On 06.02.2020 00:42, Eliot Kimber ekimber(_at_)contrext(_dot_)com wrote:
In my case, I must start with the first instance of the matching phrase anywhere in
the source document (I'm pulling stuff that could be anywhere to a specific location)
and then only want to consider things that immediately follow that specific
You didn’t show that you were matching the first occurrence of
ph[@outputclass] in the whole document. Well, if you did and if
ph[@outputclass] may occur at other places than following siblings of
that first occurrence, your solution won't group them all. It won't
consider ph[@outputclass] in the next <p>, for example.
If you want to match the first ph[@outputclass] in each p though and if
the content that precedes this occurrence ought to be preserved (but not
duplicated), you need to process the preceding siblings, too. The danger
in looking ahead and behind instead of processing all nodes, by means of
a grouping of the parent, is that you might end up processing nodes
twice if you just do an apply-templates in p, or not processing them at
all if you only start with the first occurrence and don't process its
So unless I'm missing a subtlety of your solution, I don't think it would do
quite what I want because it's too inclusive.
I'd argue that what I proposed is not so subtly different from your
solution. As a principle, it's "always try to process all nodes in a
given context with for-each-group, and avoid cherry-picking specific
child nodes that will or will not also group some of their siblings".
But unless I know which node you matched and what else you processed in
that context, I don't know whether you made sure to avoid duplicating or
On 2/5/20, 5:07 PM, "Imsieke, Gerrit, le-tex
Grouping should liberate you from looking ahead or behind. So instead of
matching the first <ph outputclass="x">, you'd match <p> (or more
generally '*[ph[@outputclass]]') and do the group-adjacent grouping for
the child nodes, like this:
<xsl:apply-templates select="@*" mode="#current"/>
This is not shorter in terms of lines of code than what you suggested.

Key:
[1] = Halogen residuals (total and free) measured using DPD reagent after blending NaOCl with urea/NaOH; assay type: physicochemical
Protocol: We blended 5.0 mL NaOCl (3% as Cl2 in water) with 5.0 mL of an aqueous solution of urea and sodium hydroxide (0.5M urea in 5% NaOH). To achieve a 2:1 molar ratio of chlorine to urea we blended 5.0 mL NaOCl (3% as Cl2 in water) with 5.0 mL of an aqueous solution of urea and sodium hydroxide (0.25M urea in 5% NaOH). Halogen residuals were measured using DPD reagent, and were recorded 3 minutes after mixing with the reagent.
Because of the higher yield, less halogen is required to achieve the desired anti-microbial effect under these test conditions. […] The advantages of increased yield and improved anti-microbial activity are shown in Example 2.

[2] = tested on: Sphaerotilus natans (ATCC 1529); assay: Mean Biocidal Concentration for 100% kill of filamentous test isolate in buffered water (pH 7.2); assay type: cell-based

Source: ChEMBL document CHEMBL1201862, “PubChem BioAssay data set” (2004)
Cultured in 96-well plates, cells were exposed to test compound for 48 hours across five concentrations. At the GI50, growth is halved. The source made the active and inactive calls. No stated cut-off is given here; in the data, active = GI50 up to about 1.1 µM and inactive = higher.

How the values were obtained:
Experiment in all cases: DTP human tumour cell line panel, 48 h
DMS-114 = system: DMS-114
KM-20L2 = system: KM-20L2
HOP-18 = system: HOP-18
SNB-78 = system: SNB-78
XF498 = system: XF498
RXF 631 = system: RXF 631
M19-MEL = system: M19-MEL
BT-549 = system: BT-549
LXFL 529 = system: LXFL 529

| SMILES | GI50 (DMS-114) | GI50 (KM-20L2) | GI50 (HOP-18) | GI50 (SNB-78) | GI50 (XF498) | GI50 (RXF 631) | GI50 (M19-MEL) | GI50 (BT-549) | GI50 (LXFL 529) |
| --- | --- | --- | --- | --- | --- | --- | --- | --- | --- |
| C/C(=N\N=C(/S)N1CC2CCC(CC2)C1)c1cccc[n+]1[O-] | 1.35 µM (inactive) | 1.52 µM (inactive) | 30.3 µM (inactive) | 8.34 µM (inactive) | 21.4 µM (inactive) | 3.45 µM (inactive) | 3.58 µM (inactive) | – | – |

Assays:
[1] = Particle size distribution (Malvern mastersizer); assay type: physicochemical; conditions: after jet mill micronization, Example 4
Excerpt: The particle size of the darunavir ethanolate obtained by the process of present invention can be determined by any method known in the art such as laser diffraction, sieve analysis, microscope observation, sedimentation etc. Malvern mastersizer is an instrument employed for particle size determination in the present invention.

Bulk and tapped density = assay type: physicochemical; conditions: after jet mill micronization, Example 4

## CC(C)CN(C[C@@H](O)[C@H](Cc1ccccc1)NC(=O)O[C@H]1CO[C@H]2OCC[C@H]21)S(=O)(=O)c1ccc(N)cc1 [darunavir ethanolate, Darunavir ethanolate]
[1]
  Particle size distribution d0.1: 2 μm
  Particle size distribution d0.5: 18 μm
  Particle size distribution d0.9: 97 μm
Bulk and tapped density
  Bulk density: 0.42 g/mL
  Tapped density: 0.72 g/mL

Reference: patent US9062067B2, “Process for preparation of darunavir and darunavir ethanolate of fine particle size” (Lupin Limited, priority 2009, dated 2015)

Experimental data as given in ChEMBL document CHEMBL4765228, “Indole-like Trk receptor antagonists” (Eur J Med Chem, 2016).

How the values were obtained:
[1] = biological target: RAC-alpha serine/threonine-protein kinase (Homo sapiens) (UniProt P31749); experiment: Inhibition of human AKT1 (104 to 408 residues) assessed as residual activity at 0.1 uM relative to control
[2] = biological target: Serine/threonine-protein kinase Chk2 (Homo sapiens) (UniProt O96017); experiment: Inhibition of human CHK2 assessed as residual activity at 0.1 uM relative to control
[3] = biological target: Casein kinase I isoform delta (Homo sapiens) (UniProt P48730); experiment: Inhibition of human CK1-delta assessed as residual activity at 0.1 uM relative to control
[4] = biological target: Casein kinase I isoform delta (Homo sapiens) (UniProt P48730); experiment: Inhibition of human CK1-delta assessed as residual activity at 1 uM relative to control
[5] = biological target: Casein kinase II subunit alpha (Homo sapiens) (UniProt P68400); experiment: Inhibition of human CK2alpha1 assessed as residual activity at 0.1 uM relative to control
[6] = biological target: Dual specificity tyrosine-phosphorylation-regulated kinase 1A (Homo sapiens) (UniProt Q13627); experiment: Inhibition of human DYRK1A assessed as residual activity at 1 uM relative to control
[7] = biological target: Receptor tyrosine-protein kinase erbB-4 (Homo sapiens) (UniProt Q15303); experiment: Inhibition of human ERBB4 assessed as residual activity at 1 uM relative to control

In terms of performance, it could be a bit more efficient than your
solution, depending on the cost of identifying the first
ph[@output-class] and its following siblings, compared to the cost of
identifying a parent of ph[@output-class] and selecting its children.
But as I wanted to say above, in terms of idiomatic XSLT 2+ purity, I'd
always prefer a solution that doesn't look along the preceding/following
axes, even when it is done just once for selecting the for-each-group
On 05.02.2020 23:29, Eliot Kimber ekimber(_at_)contrext(_dot_)com wrote:
> In my XML I can have adjacent elements that should be processed as a
unit, where the adjacent elements all have the same value for a given attribute.
Other elements with the same attribute could be following siblings but separated
by other elements or text nodes, i.e.:
> <p>Text <ph outputclass="x">1</ph><ph outputclass="x">2</ph> more text <ph
> Where the rendered result should combine the first two <ph> elements but
not the third, i.e.:
> <p>Text <x>12</x> more text <x>New sequence</x></p>
> Processing is applied to the first element in the document with the @outputclass
value "x" and then I want to grab any immediately following siblings with the same
@outputclass value and no intervening text or element nodes.
> My solution is to use for-each-group like so:
> <xsl:variable name="this" as="element()" select="."/>
> <xsl:variable name="adjacent-sibs" as="element()+">
> <xsl:for-each-group select="($this,
> <xsl:if test=". is $this">
> <xsl:sequence select="current-group()"/>
> Which works, but I'm thinking there must be a more compact way to do the
same selection, but the formulation is escaping me.
> Is there a more compact or more efficient way to make this selection of
only immediately-adjacent following siblings?
> Eliot Kimber
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